Photo Equipment: Bring plenty of film, as you will likely pay a lot more for it in Istanbul. Plus, the quality might not be the same. If you need a replacement battery or your camera brakes, there is a whole block of camera shops a minute away from Sirkeci train station.
Miscellaneous: If you are going to Istanbul during the summer, bring sunscreen and a hat. A compass might also come in handy.
We took the 'Dorling Kindersely Guide' with us (a good balance of information) and the 'Companion Guide', by John Freely.
There are a number of books by Turkish writers, read before, during and after the trip, and I particularly recommend:
Orhan Pamuk: 'My name is Red'.
I've reviewed it in my bookclub
Perihan Magden : 'The Messenger Boy Murders.'
Yasar Kamal : 'Mehmet, My Hawk'
There are a number of translations of the poems of Nazim Hikmet available.
One VT member who has a really beautiful website with Turkish writing quoted alongside beautiful pictures is Rumisabuncu
Luggage and bags:
Preferably buy your luggage in Istanbul. There are many stores offering reasonable prices.
Clothing/Shoes/Weather Gear: Turkey is already a leader country in textiles industry. and buying them in Istanbul will be enjoyable and cheap.
Toiletries and Medical Supplies: Having protective creams is better for windy days near Bosphorus.
Photo Equipment: Istanbul is the good place for buying those items. Especialy Sirkeci is full of stores selling various products of photography.
Camping/Beach/Outdoor Gear: According to changeable spring and autumn weather, raincoats and umbrellas are useful items.
Photo Equipment: If you've run out of film in your camera and need to buy some more, try to buy from photography shops and busy malls. Small shops and groceries also tend to have some, but you can never be sure of how long they have been there, and under what conditions.
Between the couple of trips to Istanbul I have made, both were in different seasons, one in summer, and one during the winter. This made all of the difference in the world in regards to clothing! In the summer, it was warm enough to wear short sleeve shirts, even short pants, on most days. But during the winter, it was tremendously cold, it even snowed several days I was here. A thick jacket, long sleeve shirt, and jeans or pants were a must! So depending on the time of year you visit, adjust the wardrobe you bring accordingly.
2 constants that a visitor to Istanbul will want, regardless of the season - confortable walking shoes, and a good camera! I did so much walking here, even with my cushioned athletic shoes, my feet were still sore after each day. Worth every blister I got though! :) And if you have a digital camera, try to have a large-capacity media card or memory stick. So many photo opportunties here it will blow your mind! :)
Istanbul weather is little complex , last time i visit it on July and the waether was hot for 5 days suddenly the weather be colder and windy for 4 days and i didn,t realize that i need jacket or some thing to wear it for this , so bring some thing with you to warm you if this happen .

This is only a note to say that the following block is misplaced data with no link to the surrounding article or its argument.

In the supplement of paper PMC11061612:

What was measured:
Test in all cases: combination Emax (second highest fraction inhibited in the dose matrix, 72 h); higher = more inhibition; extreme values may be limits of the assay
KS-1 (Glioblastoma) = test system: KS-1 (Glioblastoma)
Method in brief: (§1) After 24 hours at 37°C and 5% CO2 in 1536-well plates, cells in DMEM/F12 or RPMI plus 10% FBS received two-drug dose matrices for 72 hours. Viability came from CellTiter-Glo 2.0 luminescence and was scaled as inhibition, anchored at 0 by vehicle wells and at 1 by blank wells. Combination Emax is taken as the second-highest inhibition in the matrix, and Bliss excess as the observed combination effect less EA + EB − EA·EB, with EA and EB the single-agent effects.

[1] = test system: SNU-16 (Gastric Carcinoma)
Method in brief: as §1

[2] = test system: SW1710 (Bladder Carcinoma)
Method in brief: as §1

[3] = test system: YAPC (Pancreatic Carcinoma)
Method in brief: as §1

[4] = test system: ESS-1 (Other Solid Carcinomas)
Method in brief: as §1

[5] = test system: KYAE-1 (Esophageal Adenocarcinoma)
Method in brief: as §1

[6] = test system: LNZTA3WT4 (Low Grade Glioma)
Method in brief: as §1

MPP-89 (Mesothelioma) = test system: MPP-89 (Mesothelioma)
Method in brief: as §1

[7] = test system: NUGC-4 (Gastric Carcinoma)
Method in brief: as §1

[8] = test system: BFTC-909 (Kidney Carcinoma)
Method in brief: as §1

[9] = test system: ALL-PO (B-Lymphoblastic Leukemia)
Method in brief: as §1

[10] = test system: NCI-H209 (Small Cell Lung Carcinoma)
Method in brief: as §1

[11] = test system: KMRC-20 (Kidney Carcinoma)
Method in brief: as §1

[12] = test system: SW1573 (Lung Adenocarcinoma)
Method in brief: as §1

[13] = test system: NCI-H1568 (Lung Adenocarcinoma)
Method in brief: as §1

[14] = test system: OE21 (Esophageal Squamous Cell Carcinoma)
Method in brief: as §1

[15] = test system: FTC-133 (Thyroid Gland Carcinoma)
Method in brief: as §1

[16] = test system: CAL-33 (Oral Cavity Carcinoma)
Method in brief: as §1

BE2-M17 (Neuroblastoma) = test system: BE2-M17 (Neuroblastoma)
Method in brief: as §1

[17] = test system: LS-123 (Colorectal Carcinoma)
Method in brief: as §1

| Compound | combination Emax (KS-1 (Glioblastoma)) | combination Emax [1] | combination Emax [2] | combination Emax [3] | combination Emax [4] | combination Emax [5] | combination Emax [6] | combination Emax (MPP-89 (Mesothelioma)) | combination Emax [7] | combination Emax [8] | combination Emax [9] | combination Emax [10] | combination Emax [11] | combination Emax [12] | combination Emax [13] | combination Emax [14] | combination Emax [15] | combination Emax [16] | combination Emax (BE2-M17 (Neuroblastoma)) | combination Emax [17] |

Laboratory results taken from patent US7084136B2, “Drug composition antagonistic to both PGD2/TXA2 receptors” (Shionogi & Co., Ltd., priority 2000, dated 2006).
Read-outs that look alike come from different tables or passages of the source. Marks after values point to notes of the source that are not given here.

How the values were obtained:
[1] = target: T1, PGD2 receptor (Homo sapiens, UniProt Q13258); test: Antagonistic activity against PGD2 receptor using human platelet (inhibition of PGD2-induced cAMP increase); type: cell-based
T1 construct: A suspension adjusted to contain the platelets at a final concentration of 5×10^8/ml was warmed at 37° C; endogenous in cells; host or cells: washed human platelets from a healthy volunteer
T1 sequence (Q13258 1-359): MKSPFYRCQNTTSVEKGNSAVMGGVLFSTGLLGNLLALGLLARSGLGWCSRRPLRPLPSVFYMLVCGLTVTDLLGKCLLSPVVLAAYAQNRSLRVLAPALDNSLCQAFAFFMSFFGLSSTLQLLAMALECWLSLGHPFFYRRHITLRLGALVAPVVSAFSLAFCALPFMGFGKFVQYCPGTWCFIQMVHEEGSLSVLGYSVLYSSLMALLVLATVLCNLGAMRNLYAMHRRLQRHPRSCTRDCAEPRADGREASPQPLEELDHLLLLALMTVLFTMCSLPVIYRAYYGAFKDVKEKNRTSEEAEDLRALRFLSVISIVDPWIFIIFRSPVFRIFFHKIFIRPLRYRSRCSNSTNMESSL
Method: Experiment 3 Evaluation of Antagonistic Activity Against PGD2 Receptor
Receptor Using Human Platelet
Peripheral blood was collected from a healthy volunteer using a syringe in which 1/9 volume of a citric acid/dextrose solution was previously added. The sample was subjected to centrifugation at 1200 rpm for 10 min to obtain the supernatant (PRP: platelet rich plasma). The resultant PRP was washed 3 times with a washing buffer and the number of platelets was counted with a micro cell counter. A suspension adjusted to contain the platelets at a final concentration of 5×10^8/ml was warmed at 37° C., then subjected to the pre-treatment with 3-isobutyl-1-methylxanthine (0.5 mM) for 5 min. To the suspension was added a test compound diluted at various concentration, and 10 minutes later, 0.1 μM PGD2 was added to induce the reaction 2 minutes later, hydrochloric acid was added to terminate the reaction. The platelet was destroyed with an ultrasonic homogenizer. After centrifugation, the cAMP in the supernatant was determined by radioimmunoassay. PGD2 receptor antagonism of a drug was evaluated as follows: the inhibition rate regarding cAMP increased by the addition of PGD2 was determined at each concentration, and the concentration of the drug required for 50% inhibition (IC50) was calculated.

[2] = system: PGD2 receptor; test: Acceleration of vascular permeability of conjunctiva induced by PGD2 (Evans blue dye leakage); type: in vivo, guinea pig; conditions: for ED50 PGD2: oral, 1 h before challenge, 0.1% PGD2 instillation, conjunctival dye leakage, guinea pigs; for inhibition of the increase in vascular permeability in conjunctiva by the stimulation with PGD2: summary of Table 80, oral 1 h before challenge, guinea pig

Photo Equipment: it,s better to bring with you your pro. photo equipment cause here it little bit expensive .
Climatological Information for istanbul is based on monthly averages for the 72 -year period 1929 - 2000 .
DailyMinimum DailyMaximum Total Rainfall (mm) Mean Number of Rain Days (in Celcius)
Jan 2.9 8.7 87.3 17.7
Feb 2.8 9.1 71.3 15.3
Mar 3.9 11.2 63.2 13.6
Apr 7.7 16.5 44.9 10.3
May 12.0 21.4 32.6 7.8
Jun 16.0 26.0 25.3 5.3
Jul 18.5 28.4 23.7 3.6
Aug 18.7 28.5 23.6 4.0
Sep 15.5 25.0 44.3 6.1
Oct 12.0 20.1 70.7 10.3
Nov 8.5 15.3 84.7 12.9
Dec 5.3 11.1 106.7 16.9
DailyMinimum DailyMaximum Total Rainfall (mm) Mean Number of Rain Days (in Fahreneit)
Jan 37.2 47.7 87.3 17.7
Feb 37.0 48.4 71.3 15.3
Mar 39.0 52.2 63.2 13.6
Apr 45.9 61.7 44.9 10.3
May 53.6 70.5 32.6 7.8
Jun 60.8 78.8 25.3 5.3
Jul 65.3 83.1 23.7 3.6
Aug 65.7 83.3 23.6 4.0
Sep 59.9 77.0 44.3 6.1
Oct 53.6 68.2 70.7 10.3
Nov 47.3 59.5 84.7 12.9
Dec 41.5 52.0 106.7 16.9
Although most of the tourist go in summer, Turkey is also beautiful in winter.
If you come at this season, be prepared for A REAL WINTER. In summer here is bl**dy hot, but in winter is freezing cold, snow and all that, so bring warm clothes....
Toiletries and Medical Supplies: mosquito repellant a must in summer! bring it with you, or if already in istanbul, try feslegen yagi, which is basil oil. works well if you use lots. relatively inexpensive if you bargain with the shopkeepers in the egyptian bazaar, and it smells much better than chemical mosquito repellents.
Forgot to take my winter underwear with me and it was kind of difficult to find
long underwear to wear right away. If you need some walk over Istikal Caddesi (st) in Taksim area and you will find some.
Take with you hat, gloves and a good jacket. Umbrellas are easy to find and they sell them almost everywhere for the rainy days.
Yep, that item is not so common there, so it might be helpful if you carry around your own supply.
Otherwise, you might end up in some restaurant/bar/public restroom (especially in non-tourist areas) without it.